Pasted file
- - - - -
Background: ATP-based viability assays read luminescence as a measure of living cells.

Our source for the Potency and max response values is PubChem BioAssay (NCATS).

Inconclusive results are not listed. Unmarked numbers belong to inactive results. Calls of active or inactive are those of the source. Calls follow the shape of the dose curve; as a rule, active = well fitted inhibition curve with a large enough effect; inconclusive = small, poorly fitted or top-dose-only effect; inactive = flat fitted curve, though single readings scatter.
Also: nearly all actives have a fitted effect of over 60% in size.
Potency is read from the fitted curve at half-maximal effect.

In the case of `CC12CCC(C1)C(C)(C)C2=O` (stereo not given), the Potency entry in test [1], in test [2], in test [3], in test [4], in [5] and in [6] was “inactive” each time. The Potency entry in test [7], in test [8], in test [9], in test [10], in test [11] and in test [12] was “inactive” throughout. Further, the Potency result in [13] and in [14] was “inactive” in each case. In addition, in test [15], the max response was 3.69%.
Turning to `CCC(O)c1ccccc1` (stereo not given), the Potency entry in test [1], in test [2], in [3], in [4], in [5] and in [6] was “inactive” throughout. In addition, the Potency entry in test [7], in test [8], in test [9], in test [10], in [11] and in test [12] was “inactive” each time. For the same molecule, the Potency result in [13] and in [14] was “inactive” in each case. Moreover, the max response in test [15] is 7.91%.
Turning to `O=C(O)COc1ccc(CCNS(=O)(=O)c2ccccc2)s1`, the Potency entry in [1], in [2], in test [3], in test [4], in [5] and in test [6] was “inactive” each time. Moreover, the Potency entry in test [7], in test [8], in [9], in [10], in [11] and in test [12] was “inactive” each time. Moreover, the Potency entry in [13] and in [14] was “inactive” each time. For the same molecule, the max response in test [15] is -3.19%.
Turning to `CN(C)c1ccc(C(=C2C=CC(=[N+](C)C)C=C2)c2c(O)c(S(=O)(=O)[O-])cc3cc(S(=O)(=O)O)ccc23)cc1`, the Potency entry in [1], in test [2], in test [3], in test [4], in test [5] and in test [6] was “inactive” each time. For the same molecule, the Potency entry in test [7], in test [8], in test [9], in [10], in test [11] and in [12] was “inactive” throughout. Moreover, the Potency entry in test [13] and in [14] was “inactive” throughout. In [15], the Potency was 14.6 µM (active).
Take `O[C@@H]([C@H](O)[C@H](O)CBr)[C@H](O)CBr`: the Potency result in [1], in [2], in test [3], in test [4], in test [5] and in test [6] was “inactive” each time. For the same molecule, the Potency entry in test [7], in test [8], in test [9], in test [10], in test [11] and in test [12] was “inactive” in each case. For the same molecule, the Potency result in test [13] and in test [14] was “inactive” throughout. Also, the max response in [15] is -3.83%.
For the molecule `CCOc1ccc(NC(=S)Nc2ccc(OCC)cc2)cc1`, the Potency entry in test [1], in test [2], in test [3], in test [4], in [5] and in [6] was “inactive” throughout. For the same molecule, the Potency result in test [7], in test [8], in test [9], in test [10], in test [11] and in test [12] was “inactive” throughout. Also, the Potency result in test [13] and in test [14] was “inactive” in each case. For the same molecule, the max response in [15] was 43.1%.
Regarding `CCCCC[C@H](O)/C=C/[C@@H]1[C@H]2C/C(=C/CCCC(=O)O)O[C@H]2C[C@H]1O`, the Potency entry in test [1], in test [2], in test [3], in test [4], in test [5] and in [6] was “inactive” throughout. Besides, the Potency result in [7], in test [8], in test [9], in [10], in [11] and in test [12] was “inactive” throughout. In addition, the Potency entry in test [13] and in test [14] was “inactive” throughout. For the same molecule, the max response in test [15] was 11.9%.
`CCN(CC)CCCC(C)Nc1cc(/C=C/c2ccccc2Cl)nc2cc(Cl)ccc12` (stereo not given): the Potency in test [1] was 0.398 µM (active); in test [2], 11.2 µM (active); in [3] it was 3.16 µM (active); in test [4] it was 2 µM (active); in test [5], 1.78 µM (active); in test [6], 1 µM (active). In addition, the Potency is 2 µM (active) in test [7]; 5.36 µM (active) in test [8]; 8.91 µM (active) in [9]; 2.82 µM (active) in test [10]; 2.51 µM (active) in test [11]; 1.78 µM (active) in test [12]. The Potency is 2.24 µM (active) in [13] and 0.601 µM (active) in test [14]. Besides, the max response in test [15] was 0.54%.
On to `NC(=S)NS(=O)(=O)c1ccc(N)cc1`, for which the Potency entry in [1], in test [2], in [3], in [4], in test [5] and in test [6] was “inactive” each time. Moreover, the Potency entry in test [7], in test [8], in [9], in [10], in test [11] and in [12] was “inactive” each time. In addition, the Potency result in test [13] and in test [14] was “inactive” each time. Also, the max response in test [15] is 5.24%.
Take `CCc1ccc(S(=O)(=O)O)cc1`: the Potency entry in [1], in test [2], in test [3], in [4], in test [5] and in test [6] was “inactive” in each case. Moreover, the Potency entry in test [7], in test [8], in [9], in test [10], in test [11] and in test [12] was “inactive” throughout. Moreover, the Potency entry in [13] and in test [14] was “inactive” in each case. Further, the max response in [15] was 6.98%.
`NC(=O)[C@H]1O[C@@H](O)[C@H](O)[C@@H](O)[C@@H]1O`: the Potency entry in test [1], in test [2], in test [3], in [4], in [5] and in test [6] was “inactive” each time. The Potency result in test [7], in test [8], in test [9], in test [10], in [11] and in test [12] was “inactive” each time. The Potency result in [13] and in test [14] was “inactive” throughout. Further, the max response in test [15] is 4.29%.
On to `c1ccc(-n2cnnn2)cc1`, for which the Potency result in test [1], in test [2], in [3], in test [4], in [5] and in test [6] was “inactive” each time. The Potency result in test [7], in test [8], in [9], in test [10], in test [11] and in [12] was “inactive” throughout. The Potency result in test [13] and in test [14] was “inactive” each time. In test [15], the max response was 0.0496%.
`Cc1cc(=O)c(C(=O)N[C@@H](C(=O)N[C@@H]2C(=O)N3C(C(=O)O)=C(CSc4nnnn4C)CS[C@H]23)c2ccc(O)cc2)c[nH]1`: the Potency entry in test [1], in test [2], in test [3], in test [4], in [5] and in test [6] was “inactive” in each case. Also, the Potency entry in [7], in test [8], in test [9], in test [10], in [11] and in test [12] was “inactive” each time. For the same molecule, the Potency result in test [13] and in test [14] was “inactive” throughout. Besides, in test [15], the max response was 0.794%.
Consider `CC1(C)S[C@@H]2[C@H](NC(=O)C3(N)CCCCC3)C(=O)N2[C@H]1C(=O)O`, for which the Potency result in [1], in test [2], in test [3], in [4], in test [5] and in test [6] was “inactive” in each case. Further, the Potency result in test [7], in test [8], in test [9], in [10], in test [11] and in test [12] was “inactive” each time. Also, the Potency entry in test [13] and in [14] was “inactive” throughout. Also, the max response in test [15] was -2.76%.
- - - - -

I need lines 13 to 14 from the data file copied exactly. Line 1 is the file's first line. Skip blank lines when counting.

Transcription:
`CCN(CC)CCCC(C)Nc1cc(/C=C/c2ccccc2Cl)nc2cc(Cl)ccc12` (stereo not given): the Potency in test [1] was 0.398 µM (active); in test [2], 11.2 µM (active); in [3] it was 3.16 µM (active); in test [4] it was 2 µM (active); in test [5], 1.78 µM (active); in test [6], 1 µM (active). In addition, the Potency is 2 µM (active) in test [7]; 5.36 µM (active) in test [8]; 8.91 µM (active) in [9]; 2.82 µM (active) in test [10]; 2.51 µM (active) in test [11]; 1.78 µM (active) in test [12]. The Potency is 2.24 µM (active) in [13] and 0.601 µM (active) in test [14]. Besides, the max response in test [15] was 0.54%.
On to `NC(=S)NS(=O)(=O)c1ccc(N)cc1`, for which the Potency entry in [1], in test [2], in [3], in [4], in test [5] and in test [6] was “inactive” each time. Moreover, the Potency entry in test [7], in test [8], in [9], in [10], in test [11] and in [12] was “inactive” each time. In addition, the Potency result in test [13] and in test [14] was “inactive” each time. Also, the max response in test [15] is 5.24%.